AUKUS is the newest of the awkward acronyms that litter the geo-political landscape of the Indo-Pacific mega-region. Sounding like an agitated seabird, this security partnership between Australia, the United Kingdom and the United States has drawn extensive commentary since its announcement on 15 September.
.Much of this attention stems from the pact’s unstated but obvious intent to counter a rising China. Adding further drama is the first major initiative for AUKUS: provision of American nuclear-powered submarines to Australia, which meant cancelling its contract to purchase diesel-powered submarines from France.
Unsurprisingly, China denounced the pact as exemplary of the “Cold War mentality” of the United States and its partners. Expressions of Gallic outrage were also shrill, with France withdrawing its ambassadors from Canberra and Washington.
Given this predictable fallout, what lies behind AUKUS?
Arguably, it was forged as much in Beijing as in Washington, Canberra and London. As recently as 2016 when Australia agreed to the French deal, it saw no need for nuclear-powered submarines. Similarly, the Obama administration’s “pivot” to Asia was predicated on balancing cooperation and competition with China, not on outright confrontation. The United Kingdom then was more focused on the allure of the Chinese market than security challenges.
Much has changed over the past five years, most notably Chinese behaviour. Its assertive defence of sovereignty claims has raised tensions in the South China Sea, the East China Sea and the Taiwan Straits, as well as on the Sino-India border. It has allegedly launched cyber-hacking attacks on Western states and lured developing countries into dependency through its Belt and Road Initiative. At home, the Chinese Communist Party has tightened its increasingly technologically-powered authoritarian control from Xinjiang to Hong Kong.
But why is AUKUS the specific response? For the Biden administration, it signals a determination to work with trusted allies to dispel any uncertainties about the American commitment to a “free and open Indo-Pacific”. For Canberra, it brings even closer alignment with its longstanding great and powerful ally, after facing Chinese economic and other pressures for its “bad behaviour”. For London, it facilitates a desired post-Brexit global focus, while reaffirming the “special relationship” with the United States. Hard-nosed decisions about security have thus driven AUKUS, overriding prior consultation with all partners, especially those with less robust views on China.
The French pique is part of the price for those decisions. But allies do not always agree on everything. As Poland well knows, concerns about Nord Stream 2 did not deter a NATO ally, Germany, from pressing ahead on this project with Russia.
But liberal democracies find ways of managing differences. Presidents Biden and Macron have already issued a face-saving statement and France’s ambassador will return to Washington.
Even if the scepticism of France and others can be allayed, it remains to be seen how successful AUKUS will be. Whatever happens, it is highly unlikely to evolve into a new NATO. The Indo-Pacific is not Europe and includes few countries like those in Central and Eastern Europe who clamoured to join NATO. Relations with China are complex in this diverse region of unlike-minded states, who mostly prefer to hedge between great powers.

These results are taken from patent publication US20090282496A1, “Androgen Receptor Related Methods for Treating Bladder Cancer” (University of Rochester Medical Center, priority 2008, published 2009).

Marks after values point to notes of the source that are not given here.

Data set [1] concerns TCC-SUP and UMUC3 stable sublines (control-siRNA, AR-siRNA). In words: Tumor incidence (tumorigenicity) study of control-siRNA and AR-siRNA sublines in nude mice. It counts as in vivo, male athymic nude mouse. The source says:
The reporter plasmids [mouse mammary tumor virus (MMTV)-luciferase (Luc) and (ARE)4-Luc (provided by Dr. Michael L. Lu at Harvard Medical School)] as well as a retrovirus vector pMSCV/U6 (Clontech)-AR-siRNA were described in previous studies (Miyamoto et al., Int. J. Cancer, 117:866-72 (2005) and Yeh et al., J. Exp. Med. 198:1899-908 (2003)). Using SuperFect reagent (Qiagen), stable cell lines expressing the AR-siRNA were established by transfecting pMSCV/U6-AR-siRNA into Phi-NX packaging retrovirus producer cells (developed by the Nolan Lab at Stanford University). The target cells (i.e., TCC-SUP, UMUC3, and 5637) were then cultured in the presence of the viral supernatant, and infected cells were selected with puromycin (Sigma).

It also merits emphasis that Australia and Britain are already the closest of American allies. While the European Union recently announced its own Indo-Pacific strategy, its approach is not entirely congruent with those of the three Anglophone powers. Indeed, the EU’s definition of the region does not even include the United States as an Indo-Pacific nation.
Hot on the heels of this week’s focus on AUKUS, President Biden is hosting a leaders’ meeting of the so-called Quad, which brings together Australia, the United States, India and Japan. Although gathering momentum, the Quad is unlikely to match the unity of purpose of AUKUS, largely because of Delhi’s long prized “strategic autonomy”. Nonetheless, India’s participation is further confirmation of shared concerns about China.
According to The Economist, AUKUS represents a tectonic change geo-politically. But tectonic changes are only felt when geological plates have already shifted. AUKUS is more a symptom than a cause of deepening geo-political competition in the Indo-Pacific.
For those who support liberal democracies working together, both AUKUS and the Quad bear some promise. But they also present challenges in a complex region where hearts and minds cannot simply by won by deploying military power.
Only time will tell if AUKUS (or the Quad) will amount to more than an acronym. What is clear is that three like-minded democracies have harnessed the diplomacy of power to advance their shared values and interests. But, as China has shown, the diplomacy of power can be counterproductive.
.If AUKUS is to avoid a similar fate, the three partners must now unleash the power of diplomacy. As well as reconciling aggrieved partners like France, they should engage on multiple fronts with the diverse states of the Indo-Pacific, including China. This will involve investment in various forms of softer power, ranging from political dialogue to economic interaction and scientific-technological cooperation. Additional awkward acronyms may be needed.